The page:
3 articles published in JoVE
High-throughput Analysis of Locomotor Behavior in the Drosophila Island Assay Ilse Eidhof*1, Michaela Fenckova*1, Dei M. Elurbe2, Bart van de Warrenburg3, Anna Castells Nobau*1, Annette Schenck*1 1Department of Human Genetics, Donders Institute for Brain, Cognition and Behaviour, Radboud University Medical Center, 2Centre for Molecular and Biomolecular Informatics, Radboud Institute for Molecular Life Sciences, Radboud University Medical Center, 3Department of Neurology, Donders Institute for Brain, Cognition and Behaviour, Radboud University Medical Center The island assay is a relatively new, cost-effective assay that can be used to evaluate the basic locomotor behavior of Drosophila melanogaster. This manuscript describes algorithms for automatic data processing and objective quantification of island assay data, making this assay a sensitive, high-throughput readout for large genetic or pharmacological screens.
Cellular Redox Profiling Using High-content Microscopy Tom Sieprath1,2, Tobias Corne1,2, Joke Robijns1, Werner J. H. Koopman3, Winnok H. De Vos1,2 1Laboratory of Cell Biology and Histology, Department of Veterinary Sciences, University of Antwerp, 2Cell Systems and Imaging Research Group (CSI), Department of Molecular Biotechnology, Ghent University, 3Department of Biochemistry , Radboud Institute for Molecular Life Sciences, Radboud University Medical Center This paper presents a high-content microscopy workflow for simultaneous quantification of intracellular ROS levels, as well as mitochondrial membrane potential and morphology – jointly referred to as mitochondrial morphofunction – in living adherent cells using the cell-permeant fluorescent reporter molecules 5-(and-6)-chloromethyl-2',7'-dichlorodihydrofluorescein diacetate, acetyl ester (CM-H2DCFDA) and tetramethylrhodamine methylester (TMRM).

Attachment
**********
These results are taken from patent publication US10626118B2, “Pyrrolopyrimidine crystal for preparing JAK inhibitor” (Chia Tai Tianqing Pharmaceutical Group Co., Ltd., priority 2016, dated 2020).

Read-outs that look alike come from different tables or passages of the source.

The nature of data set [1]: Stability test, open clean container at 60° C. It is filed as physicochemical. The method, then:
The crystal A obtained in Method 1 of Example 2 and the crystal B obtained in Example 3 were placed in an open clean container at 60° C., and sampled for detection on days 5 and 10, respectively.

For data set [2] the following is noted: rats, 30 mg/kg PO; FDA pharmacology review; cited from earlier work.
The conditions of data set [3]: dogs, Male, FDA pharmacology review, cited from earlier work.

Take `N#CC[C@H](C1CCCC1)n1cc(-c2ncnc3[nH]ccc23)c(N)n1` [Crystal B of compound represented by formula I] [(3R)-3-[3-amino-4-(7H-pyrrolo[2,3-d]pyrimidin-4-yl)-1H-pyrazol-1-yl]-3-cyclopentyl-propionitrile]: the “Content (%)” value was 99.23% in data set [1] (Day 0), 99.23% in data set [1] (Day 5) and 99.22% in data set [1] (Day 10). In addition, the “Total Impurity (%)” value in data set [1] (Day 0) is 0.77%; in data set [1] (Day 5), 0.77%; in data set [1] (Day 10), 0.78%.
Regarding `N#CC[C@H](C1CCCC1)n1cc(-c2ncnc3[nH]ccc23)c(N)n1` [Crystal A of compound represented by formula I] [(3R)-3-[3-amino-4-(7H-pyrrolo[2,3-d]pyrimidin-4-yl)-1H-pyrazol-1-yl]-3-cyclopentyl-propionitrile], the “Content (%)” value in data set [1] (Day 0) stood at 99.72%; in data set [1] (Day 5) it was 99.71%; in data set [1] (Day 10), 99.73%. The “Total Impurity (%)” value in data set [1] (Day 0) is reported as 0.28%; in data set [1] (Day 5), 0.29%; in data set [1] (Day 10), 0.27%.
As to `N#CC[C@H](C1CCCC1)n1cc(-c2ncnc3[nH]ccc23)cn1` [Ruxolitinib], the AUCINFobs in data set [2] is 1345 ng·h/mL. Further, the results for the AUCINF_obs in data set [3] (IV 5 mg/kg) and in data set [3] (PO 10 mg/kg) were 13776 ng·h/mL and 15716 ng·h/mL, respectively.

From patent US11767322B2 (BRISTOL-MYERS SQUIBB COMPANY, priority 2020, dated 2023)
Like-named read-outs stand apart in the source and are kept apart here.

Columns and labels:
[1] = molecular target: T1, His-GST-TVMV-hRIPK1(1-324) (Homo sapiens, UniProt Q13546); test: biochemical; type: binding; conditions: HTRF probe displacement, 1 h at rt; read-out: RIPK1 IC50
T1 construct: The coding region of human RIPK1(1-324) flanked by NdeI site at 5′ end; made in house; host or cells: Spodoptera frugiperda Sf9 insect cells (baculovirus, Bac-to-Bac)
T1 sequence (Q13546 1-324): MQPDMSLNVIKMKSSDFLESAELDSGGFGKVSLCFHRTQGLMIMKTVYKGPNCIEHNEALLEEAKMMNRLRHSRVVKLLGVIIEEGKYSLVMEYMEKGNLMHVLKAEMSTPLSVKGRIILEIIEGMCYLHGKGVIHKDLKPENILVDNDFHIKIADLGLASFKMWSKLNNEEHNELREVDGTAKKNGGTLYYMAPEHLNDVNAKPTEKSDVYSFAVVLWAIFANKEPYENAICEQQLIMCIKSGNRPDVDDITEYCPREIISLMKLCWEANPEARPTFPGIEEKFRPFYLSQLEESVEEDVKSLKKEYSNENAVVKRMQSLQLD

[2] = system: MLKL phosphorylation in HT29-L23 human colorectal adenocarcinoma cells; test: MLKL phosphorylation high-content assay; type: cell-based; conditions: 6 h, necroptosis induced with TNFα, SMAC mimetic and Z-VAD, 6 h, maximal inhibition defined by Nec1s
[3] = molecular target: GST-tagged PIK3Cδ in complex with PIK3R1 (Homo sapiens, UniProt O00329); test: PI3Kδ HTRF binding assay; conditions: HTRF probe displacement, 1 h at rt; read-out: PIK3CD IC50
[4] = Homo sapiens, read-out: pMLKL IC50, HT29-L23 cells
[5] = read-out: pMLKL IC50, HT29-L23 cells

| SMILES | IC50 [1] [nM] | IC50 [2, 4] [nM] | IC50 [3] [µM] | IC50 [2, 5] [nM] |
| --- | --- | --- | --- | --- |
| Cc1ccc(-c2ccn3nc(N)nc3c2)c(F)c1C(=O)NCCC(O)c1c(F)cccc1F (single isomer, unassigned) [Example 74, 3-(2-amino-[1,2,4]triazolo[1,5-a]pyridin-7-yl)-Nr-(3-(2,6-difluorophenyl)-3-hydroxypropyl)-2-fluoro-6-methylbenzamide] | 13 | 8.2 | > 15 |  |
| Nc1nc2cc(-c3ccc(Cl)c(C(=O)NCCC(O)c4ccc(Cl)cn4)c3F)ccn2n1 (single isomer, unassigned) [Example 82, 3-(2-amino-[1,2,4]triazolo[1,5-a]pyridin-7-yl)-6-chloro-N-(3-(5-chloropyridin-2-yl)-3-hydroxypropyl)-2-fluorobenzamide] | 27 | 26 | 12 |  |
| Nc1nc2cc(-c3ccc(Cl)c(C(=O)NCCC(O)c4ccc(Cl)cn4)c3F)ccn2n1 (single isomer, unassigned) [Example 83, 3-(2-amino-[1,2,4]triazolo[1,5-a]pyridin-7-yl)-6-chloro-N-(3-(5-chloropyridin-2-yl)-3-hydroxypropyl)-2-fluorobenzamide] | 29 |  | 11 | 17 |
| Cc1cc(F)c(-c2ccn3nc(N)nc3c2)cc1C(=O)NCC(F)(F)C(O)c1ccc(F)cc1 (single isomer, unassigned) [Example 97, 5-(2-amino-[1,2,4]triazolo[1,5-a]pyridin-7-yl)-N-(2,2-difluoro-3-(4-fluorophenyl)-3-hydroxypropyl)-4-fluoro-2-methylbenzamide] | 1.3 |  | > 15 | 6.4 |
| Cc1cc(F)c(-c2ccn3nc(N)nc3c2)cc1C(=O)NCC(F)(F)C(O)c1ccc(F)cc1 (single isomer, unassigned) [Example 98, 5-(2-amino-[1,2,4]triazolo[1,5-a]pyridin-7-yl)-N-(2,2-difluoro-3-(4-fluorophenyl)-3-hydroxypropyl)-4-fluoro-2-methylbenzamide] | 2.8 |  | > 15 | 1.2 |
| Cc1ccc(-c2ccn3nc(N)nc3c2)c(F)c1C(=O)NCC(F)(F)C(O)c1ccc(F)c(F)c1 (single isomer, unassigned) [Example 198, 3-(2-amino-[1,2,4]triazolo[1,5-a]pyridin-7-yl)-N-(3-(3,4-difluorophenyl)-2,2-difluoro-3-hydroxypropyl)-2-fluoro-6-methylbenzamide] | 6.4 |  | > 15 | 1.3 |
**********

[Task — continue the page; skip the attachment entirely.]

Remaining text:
Using Bioluminescent Imaging to Investigate Synergism Between Streptococcus pneumoniae and Influenza A Virus in Infant Mice Kirsty R. Short1, Dimitri A. Diavatopoulos2, Patrick C. Reading1, Lorena E. Brown1, Kelly L. Rogers3, Richard A. Strugnell1, Odilia L.C. Wijburg1 1Department of Microbiology and Immunology, University of Melbourne, 2Laboratory of Pediatric Infectious Diseases, Radboud University Nijmegen Medical Centre, 3The Centre for Dynamic Imaging, The Walter and Eliza Hall Institute for Medical Research A concurrent infection with influenza A virus is one of the factors implicated in the induction of invasive pneumococcal disease during asymptomatic Streptococcus pneumoniae carriage. Here we describe a mixed infection method using infant mice to investigate the synergism between these two respiratory pathogens.